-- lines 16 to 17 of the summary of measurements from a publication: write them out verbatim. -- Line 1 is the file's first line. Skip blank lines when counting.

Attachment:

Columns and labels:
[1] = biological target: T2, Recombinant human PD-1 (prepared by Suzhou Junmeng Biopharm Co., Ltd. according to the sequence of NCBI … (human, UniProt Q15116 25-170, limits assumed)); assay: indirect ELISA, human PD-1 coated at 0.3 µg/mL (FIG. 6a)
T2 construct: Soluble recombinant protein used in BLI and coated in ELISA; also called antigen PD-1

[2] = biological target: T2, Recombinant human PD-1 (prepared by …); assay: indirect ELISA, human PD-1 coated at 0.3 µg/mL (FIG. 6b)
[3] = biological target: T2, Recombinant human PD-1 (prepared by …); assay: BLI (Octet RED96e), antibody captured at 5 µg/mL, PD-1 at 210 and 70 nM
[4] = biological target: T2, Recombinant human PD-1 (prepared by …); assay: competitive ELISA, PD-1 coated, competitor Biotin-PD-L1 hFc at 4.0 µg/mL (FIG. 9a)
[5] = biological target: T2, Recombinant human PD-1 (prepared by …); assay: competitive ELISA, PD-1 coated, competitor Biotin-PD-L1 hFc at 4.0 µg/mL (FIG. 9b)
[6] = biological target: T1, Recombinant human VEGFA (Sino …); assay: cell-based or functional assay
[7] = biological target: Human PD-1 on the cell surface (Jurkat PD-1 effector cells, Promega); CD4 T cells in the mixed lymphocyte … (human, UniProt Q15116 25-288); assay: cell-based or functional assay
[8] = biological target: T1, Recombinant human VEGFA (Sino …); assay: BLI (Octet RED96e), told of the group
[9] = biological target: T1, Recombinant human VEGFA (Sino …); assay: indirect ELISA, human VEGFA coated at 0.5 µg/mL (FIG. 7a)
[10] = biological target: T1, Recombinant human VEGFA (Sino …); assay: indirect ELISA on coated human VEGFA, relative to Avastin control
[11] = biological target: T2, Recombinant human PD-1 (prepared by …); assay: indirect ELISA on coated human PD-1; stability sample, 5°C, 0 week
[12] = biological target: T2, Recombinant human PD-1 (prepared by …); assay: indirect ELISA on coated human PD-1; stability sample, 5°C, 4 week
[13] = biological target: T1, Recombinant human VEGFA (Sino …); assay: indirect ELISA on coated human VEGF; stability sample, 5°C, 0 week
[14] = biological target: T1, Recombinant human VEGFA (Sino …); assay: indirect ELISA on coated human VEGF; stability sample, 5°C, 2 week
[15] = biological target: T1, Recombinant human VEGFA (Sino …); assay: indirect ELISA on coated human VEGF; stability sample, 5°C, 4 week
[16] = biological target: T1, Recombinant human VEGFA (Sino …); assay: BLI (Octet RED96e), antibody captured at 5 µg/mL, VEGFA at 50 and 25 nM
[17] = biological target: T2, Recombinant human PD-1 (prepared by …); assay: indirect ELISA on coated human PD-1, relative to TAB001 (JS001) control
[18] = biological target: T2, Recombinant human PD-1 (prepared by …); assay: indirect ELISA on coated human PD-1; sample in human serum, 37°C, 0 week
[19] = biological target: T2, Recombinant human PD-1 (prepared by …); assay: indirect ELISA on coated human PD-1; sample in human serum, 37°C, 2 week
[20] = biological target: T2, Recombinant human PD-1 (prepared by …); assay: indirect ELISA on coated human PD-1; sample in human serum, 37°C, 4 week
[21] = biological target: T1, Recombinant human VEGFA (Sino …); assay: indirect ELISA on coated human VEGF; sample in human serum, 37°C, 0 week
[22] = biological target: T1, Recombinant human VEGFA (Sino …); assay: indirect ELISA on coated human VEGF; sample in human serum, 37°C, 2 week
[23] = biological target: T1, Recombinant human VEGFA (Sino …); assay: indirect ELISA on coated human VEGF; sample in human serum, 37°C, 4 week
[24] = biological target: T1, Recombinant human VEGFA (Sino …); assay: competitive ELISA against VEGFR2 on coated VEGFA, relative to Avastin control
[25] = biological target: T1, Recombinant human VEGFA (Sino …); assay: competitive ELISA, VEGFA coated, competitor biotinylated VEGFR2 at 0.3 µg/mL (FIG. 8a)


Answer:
[14] = biological target: T1, Recombinant human VEGFA (Sino …); assay: indirect ELISA on coated human VEGF; stability sample, 5°C, 2 week
[15] = biological target: T1, Recombinant human VEGFA (Sino …); assay: indirect ELISA on coated human VEGF; stability sample, 5°C, 4 week